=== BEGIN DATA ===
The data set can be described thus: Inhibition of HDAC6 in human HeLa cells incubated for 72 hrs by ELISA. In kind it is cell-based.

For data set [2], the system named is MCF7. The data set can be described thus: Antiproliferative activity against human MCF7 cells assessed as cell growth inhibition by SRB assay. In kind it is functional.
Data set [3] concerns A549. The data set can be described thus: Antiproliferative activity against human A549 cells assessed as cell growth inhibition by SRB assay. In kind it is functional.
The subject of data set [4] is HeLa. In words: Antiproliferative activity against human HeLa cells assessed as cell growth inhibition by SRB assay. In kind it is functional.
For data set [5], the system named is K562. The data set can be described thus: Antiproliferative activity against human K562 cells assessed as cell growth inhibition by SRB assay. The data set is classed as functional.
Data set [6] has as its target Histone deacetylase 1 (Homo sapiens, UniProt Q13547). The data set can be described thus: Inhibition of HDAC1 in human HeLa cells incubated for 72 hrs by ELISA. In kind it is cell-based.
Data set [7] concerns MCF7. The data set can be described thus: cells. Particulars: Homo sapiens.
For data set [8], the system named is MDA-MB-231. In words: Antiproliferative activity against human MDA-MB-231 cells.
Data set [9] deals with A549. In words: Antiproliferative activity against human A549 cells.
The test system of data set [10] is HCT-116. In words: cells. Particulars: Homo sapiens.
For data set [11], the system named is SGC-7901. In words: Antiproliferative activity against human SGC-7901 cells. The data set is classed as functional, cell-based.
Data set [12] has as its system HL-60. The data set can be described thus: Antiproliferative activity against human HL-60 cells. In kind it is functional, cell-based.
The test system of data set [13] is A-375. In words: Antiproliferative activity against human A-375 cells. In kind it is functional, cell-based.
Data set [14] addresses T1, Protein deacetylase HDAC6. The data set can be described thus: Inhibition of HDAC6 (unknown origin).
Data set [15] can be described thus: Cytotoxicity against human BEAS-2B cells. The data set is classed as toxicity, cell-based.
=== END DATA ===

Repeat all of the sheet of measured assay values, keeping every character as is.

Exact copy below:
The data set can be described thus: Inhibition of HDAC6 in human HeLa cells incubated for 72 hrs by ELISA. In kind it is cell-based.

For data set [2], the system named is MCF7. The data set can be described thus: Antiproliferative activity against human MCF7 cells assessed as cell growth inhibition by SRB assay. In kind it is functional.
Data set [3] concerns A549. The data set can be described thus: Antiproliferative activity against human A549 cells assessed as cell growth inhibition by SRB assay. In kind it is functional.
The subject of data set [4] is HeLa. In words: Antiproliferative activity against human HeLa cells assessed as cell growth inhibition by SRB assay. In kind it is functional.
For data set [5], the system named is K562. The data set can be described thus: Antiproliferative activity against human K562 cells assessed as cell growth inhibition by SRB assay. The data set is classed as functional.
Data set [6] has as its target Histone deacetylase 1 (Homo sapiens, UniProt Q13547). The data set can be described thus: Inhibition of HDAC1 in human HeLa cells incubated for 72 hrs by ELISA. In kind it is cell-based.
Data set [7] concerns MCF7. The data set can be described thus: cells. Particulars: Homo sapiens.
For data set [8], the system named is MDA-MB-231. In words: Antiproliferative activity against human MDA-MB-231 cells.
Data set [9] deals with A549. In words: Antiproliferative activity against human A549 cells.
The test system of data set [10] is HCT-116. In words: cells. Particulars: Homo sapiens.
For data set [11], the system named is SGC-7901. In words: Antiproliferative activity against human SGC-7901 cells. The data set is classed as functional, cell-based.
Data set [12] has as its system HL-60. The data set can be described thus: Antiproliferative activity against human HL-60 cells. In kind it is functional, cell-based.
The test system of data set [13] is A-375. In words: Antiproliferative activity against human A-375 cells. In kind it is functional, cell-based.
Data set [14] addresses T1, Protein deacetylase HDAC6. The data set can be described thus: Inhibition of HDAC6 (unknown origin).
Data set [15] can be described thus: Cytotoxicity against human BEAS-2B cells. The data set is classed as toxicity, cell-based.